Anne Sofie Dam Laursen

Dietary Fat, Fat Subtypes and Hepatocellular Carcinoma in a Large European Cohort

Publikation: Bidrag til tidsskrift/Konferencebidrag i tidsskrift /Bidrag til avisTidsskriftartikelForskningpeer review

  • Talita Duarte-Salles, Frankrig
  • Veronika Fedirko, USA
  • Magdalena Stepien, Frankrig
  • Krasimira Aleksandrova, Tyskland
  • Christina Bamia, Grækenland
  • Pagona Lagiou, Grækenland
  • Anne Sofie Dam Laursen
  • Louise Hansen, Danmark
  • Kim Overvad
  • Anne Tjønneland, Danmark
  • Marie-Christine Boutron-Ruault, Frankrig
  • Guy Fagherazzi, Frankrig
  • Mathilde His, Frankrig
  • Heiner Boeing, Tyskland
  • Verena Katzke, Tyskland
  • Tilman Kühn, Tyskland
  • Antonia Trichopoulou, Grækenland
  • Elissavet Valanou, Grækenland
  • Maria Kritikou, Grækenland
  • Giovanna Masala, Italien
  • Salvatore Panico, Italien
  • Sabina Sieri, Italien
  • Fulvio Ricceri, Italien
  • Rosario Tumino, Italien
  • H Bas Bueno-de-Mesquita, Holland
  • Petra H Peeters, Storbritannien
  • Anette Hjartåker, Norge
  • Guri Skeie, Norge
  • Elisabete Weiderpass, Norge
  • Eva Ardanaz, Spanien
  • Catalina Bonet, Spanien
  • Maria-Dolores Chirlaque, Spanien
  • Miren Dorronsoro, Spanien
  • J Ramón Quirós, Spanien
  • Ingegerd Johansson, Sverige
  • Bodil Ohlsson, Sverige
  • Klas Sjöberg, Sverige
  • Maria Wennberg, Sverige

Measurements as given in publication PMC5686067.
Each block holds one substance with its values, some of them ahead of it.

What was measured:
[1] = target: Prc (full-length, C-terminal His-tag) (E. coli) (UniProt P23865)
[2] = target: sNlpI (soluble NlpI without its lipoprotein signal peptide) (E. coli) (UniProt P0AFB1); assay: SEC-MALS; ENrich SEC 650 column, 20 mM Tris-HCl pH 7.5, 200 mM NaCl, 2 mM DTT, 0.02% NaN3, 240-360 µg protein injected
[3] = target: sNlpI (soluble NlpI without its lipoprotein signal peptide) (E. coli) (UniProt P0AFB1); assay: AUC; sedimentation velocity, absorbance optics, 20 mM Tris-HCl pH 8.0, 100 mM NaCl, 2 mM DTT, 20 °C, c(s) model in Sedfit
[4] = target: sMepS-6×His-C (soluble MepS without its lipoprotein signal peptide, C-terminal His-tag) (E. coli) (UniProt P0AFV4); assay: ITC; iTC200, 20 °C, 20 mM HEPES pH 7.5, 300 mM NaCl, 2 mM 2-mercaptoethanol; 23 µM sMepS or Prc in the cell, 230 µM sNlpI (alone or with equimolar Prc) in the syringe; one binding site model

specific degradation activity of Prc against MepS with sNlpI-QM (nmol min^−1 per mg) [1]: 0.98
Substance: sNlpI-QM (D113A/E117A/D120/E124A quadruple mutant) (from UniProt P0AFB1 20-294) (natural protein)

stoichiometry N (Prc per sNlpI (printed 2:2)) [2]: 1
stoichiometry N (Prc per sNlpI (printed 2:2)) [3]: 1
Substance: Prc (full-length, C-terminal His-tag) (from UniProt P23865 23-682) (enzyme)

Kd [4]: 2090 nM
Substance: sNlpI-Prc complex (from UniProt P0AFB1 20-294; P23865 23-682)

• Kay-Tee Khaw, Storbritannien
  • Ruth C Travis, Storbritannien
  • Nick Wareham, Storbritannien
  • Pietro Ferrari, Frankrig
  • Heinz Freisling, Frankrig
  • Isabelle Romieu, Frankrig
  • Amanda J Cross, Storbritannien
  • Marc Gunter, Storbritannien
  • Yunxia Lu, Storbritannien
  • Mazda Jenab, Frankrig

The role of amount and type of dietary fat consumption in the aetiology of hepatocellular carcinoma (HCC) is poorly understood, despite suggestive biological plausibility. The associations of total fat, fat subtypes and fat sources with HCC incidence were investigated in the European Prospective Investigation into Cancer and Nutrition (EPIC) cohort, which includes 191 incident HCC cases diagnosed between 1992 and 2010. Diet was assessed by country-specific, validated dietary questionnaires. A single 24-h diet recall from a cohort subsample was used for measurement error calibration. Hazard ratios (HR) and 95% confidence intervals (95%CI) were estimated from Cox proportional hazard models. Hepatitis B and C viruses (HBV/HCV) status and biomarkers of liver function were assessed separately in a nested case-control subset with available blood samples (HCC=122). In multivariable calibrated models, there was a statistically significant inverse association between total fat intake and risk of HCC (per 10 g/d, HR=0.80, 95%CI: 0.65-0.99), which was mainly driven by monounsaturated fats (per 5 g/d, HR=0.71, 95%CI: 0.55-0.92) rather than polyunsaturated fats (per 5 g/d, HR=0.92, 95%CI: 0.68-1.25). There was no association between saturated fats (HR=1.08, 95%CI: 0.88-1.34) and HCC risk. The ratio of polyunsaturated/monounsaturated fats to saturated fats was not significantly associated with HCC risk (per 0.2 point, HR=0.86, 95%CI: 0.73-1.01). Restriction of analyses to HBV/HCV free participants or adjustment for liver function did not substantially alter the findings. In this large prospective European cohort, higher consumption of monounsaturated fats is associated with lower HCC risk. This article is protected by copyright. All rights reserved.

TidsskriftInternational Journal of Cancer
Sider (fra-til)2715-28
Antal sider14
StatusUdgivet - 1 dec. 2015

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